Dentist surrenders license
Essentially, Feder said, the settlement spells his retirement from dentistry. The 55-year-old is focusing his attentions on the planned Jan. 24 opening of Mind Games, an upscale arcade he recently got the city’s OK to create downtown at Second and Main streets.
By settling with the board, Feder waived his right to a hearing that had been scheduled for this week and won’t be able to practice dentistry in California effective Jan. 22. In three years, he can apply to be reinstated, if he agrees to pay $22,033 to reimburse the board for the investigation and prosecution, according to a “stipulation, decision and order” signed by Feder on Dec. 4, 2001.
“The bottom line is, I want to move on,” said Feder, who said he had planned for some time to retire his license and open Mind Games, eventually expanding the concept to other cities.
“No admissions are made at this time,” clarified Karyn Dunn, the Dental Board investigator in charge of the case and interim chief of the enforcement program. She said that, by signing the document, Feder agreed that if he ever applied to the government for a professional license, he’d then be conceding the charges.
The order goes on to list most of the original accusations, including that he gave patients excessive amounts of Valium before dental surgery; didn’t properly maintain a drug log; “practiced dentistry while under the influence of Vicodin and Darvocet"; and wrote prescriptions after he had given up his permit to do so.
Feder said he took Vicodin for a chronic sinus infection, never when he was working on anyone, and that other elements of the accusation were similarly blown out of proportion. He signed the agreement, he said, only because he didn’t want to spend his time and money—about $40,000 he’d owe the state for its costs if he lost at the hearing—"for a license I don’t want to use. … That’s an awful lot to pay for ego, pride, satisfaction—that kind of stuff.” Still, he said, it was a “very hard” decision to sign the document.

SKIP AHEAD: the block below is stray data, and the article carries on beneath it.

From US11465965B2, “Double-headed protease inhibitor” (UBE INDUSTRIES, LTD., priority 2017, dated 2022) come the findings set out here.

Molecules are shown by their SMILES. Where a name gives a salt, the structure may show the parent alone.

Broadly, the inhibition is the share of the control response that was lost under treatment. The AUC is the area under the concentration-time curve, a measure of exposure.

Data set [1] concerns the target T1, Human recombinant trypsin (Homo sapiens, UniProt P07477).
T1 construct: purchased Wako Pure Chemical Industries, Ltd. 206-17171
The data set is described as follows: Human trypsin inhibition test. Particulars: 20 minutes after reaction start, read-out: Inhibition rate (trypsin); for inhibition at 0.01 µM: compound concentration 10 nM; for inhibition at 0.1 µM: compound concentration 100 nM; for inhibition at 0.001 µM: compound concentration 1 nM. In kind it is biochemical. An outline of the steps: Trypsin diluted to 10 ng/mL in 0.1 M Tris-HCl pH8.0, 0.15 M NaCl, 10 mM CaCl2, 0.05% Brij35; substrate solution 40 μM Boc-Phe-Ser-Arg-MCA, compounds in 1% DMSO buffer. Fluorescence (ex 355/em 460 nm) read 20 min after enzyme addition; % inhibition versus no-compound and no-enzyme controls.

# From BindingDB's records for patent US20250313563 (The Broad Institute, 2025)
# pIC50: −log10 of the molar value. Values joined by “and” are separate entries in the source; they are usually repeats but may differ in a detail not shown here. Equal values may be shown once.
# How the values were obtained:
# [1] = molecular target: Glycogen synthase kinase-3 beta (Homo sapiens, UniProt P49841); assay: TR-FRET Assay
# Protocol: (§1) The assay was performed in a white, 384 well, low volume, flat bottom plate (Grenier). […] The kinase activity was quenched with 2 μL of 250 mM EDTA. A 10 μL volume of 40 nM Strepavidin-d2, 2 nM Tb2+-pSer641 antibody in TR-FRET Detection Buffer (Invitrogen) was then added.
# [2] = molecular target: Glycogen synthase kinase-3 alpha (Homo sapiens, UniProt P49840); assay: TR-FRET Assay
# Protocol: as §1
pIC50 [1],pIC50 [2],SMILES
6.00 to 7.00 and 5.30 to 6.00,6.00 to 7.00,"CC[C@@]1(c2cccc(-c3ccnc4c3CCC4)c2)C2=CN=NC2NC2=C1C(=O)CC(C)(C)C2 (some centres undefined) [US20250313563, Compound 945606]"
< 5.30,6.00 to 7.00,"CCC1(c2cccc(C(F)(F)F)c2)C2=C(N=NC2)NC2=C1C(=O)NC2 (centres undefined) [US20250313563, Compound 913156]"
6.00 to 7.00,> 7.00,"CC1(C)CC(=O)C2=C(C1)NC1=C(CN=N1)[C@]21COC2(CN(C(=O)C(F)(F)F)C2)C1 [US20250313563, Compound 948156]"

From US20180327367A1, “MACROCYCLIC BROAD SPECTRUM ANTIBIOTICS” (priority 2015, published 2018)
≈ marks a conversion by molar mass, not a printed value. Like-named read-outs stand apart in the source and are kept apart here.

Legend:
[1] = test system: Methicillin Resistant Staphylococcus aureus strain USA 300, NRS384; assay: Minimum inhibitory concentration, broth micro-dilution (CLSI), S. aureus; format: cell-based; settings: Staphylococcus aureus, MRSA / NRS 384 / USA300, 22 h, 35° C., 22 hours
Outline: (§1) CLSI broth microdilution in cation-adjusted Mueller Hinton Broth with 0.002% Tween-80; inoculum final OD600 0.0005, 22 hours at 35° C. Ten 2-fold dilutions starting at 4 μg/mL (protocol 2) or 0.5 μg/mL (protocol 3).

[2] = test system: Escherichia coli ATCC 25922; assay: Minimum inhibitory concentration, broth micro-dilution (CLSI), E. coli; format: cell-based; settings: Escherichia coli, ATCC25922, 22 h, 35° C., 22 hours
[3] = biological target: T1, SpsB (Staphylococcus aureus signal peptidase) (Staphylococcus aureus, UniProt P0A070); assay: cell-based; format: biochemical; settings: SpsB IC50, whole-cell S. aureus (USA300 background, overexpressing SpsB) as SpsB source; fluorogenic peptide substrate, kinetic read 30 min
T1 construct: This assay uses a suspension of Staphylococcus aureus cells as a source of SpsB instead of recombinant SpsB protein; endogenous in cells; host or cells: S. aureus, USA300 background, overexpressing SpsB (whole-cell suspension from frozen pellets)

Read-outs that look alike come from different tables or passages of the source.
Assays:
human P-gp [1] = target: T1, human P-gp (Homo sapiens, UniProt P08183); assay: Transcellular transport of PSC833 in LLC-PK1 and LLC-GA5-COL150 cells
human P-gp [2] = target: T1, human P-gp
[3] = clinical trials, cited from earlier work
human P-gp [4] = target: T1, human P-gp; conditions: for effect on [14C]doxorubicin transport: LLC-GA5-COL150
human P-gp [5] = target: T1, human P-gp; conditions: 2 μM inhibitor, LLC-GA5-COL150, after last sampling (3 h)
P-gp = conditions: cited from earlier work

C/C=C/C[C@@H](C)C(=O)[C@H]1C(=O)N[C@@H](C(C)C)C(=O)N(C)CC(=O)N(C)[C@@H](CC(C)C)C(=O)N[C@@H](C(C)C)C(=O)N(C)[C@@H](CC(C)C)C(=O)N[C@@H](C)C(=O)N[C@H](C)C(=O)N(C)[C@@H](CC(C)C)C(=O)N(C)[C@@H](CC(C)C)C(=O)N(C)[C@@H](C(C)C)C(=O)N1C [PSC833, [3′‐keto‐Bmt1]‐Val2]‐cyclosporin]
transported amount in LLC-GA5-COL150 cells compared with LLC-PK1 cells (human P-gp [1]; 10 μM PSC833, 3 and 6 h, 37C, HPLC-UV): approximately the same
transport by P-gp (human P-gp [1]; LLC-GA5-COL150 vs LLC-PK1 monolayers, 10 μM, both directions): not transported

Feder, whose practice focused on fearful patients in need of extractions or root canals, has maintained that he is the victim of an overzealous investigation at the Dental Board.
“Once these things are filed, they take on a life of their own,” he said, and the administrative-law process is one in which it seems “you’re guilty until proven innocent.”
“It was unlikely I was going to go through this hearing without being put on probation,” Feder said, mainly because the oversedation issue would be hard to defend.
The investigation culminated in a 10-page accusation submitted by the state Attorney General’s Office, to which only 89 of California’s nearly 27,000 dentists were referred last year.
Dunn said that, although some dentists do end up surrendering their licenses, “it’s not as common as actually going to [a] hearing.”
In the last couple of years, Feder has been sued for malpractice three times in Butte County. One case was dismissed and the others have February trial dates.